The foregoing are all the facts which are essential to the disposition of the main question in this case, viz. whether the 75 acres of the plaintiff's farm, which lay within the joint district No. 10, of Ontario and Webster, were taxable for school purposes in that district. The question is one purely of statutory construction, and the statutory provisions to be construed are found in the consolidated school act of 1864, (Laws 1864, c. 555,) as amended by chapter 328, Laws 1889. By section 66 of that act, as so amended, (Birdseye's St. p. 567, $ 149,) it is provided as follows, viz.:
"School-district taxes shall be apportioned by the trustees upon all the real estate within the boundaries of the district, which shall not be by law exempt from taxation, except as hereinafter provided, and such property shall be assessed to be person or persons or corporation owning or possessing the same at the time such tax list shall be made out; but land lying in one body, and occupied by the same person, either as owner or igent of the same principal or as tenaut under the same landlord, if assessed as one lot on the last assessment roll of the town after revision of the assessors, shall, though situated partly in two or more school districts, be taxable in that one of them in which such occupant resides."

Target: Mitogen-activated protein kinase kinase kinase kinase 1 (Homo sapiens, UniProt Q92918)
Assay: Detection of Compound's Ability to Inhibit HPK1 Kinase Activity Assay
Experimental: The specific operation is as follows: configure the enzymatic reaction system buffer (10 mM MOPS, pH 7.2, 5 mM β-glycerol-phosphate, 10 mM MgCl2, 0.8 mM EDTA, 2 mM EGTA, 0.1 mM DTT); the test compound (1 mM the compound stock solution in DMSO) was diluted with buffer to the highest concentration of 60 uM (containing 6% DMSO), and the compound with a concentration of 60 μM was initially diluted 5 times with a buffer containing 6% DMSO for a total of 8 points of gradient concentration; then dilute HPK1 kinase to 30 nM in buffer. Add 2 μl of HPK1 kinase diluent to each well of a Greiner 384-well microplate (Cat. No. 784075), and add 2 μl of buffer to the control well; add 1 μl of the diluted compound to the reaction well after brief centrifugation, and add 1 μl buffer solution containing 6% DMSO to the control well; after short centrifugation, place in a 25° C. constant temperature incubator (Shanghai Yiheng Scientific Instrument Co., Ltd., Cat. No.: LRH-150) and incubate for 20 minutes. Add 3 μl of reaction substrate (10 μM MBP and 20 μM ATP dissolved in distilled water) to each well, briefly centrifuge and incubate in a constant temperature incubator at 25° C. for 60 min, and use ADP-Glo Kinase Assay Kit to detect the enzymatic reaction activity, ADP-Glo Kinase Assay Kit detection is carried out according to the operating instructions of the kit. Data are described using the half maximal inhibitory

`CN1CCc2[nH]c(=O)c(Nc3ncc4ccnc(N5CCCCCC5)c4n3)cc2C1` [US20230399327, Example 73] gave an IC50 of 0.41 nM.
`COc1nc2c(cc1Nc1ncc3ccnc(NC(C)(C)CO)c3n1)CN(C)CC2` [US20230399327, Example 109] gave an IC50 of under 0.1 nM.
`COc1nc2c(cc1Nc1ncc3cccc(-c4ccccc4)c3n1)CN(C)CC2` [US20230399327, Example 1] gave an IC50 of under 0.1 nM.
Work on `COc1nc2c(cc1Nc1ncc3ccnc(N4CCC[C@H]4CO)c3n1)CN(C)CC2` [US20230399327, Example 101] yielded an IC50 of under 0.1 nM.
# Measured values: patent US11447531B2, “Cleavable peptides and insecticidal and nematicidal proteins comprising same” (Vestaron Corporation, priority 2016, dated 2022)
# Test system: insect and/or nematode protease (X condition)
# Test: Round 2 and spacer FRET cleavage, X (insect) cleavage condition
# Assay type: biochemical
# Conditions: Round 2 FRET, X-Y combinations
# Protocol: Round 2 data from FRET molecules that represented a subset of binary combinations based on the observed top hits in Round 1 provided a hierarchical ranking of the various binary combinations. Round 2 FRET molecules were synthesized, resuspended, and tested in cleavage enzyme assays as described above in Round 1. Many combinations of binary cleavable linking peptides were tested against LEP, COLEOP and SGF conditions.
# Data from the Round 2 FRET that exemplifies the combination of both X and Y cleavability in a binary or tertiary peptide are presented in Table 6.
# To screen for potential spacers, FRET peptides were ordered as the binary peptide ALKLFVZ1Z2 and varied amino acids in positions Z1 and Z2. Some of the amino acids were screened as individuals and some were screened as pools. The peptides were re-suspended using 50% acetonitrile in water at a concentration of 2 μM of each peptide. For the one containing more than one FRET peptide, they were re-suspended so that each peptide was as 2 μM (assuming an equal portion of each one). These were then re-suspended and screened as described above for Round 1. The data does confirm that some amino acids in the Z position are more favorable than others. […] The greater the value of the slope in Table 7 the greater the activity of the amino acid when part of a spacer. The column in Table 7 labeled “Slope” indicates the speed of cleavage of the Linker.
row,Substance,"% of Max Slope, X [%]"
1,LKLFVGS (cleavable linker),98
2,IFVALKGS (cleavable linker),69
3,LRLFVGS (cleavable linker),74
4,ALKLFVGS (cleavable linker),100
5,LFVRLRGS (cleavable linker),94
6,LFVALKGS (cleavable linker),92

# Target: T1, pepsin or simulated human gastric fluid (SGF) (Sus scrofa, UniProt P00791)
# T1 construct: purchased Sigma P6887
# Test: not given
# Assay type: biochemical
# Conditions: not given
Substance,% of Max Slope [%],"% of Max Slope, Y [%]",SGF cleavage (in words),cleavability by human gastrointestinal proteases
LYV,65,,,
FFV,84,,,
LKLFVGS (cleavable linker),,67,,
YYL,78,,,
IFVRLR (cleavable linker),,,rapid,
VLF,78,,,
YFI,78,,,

The case before us seems to be brought precisely within the latter and exceptional provisions of this section, by the facts above
stated. The 90 acres of land lies in one body; is occupied by the same person, as owner; was assessed as one lot on the last assessment roll of the town in which the owner lived; and therefore, though situated partly in two school districts, was, it would seem, taxable in that one of them in which such occupant resided. But the appellant contends for the application to the case of section 71 of the same statute, (Birdseye's St. p. 568, § 154,) which reads as follows:
“Every person owning or holding any real property within any school distriet, who shall improve and occupy the same by his agent and servant, shall, in respect to the liability of such property to taxation, be considered a taxable inhabitant of such district, in the same manner as if he actually resided therein."
It is very plain, we think, that this section has no application to the case before us. The distinguishing fact contemplated by the provision is that the land referred to is occupied and improved by an agent or servant of the owner, and that fact does not exist when it is occupied and improved by the owner himself.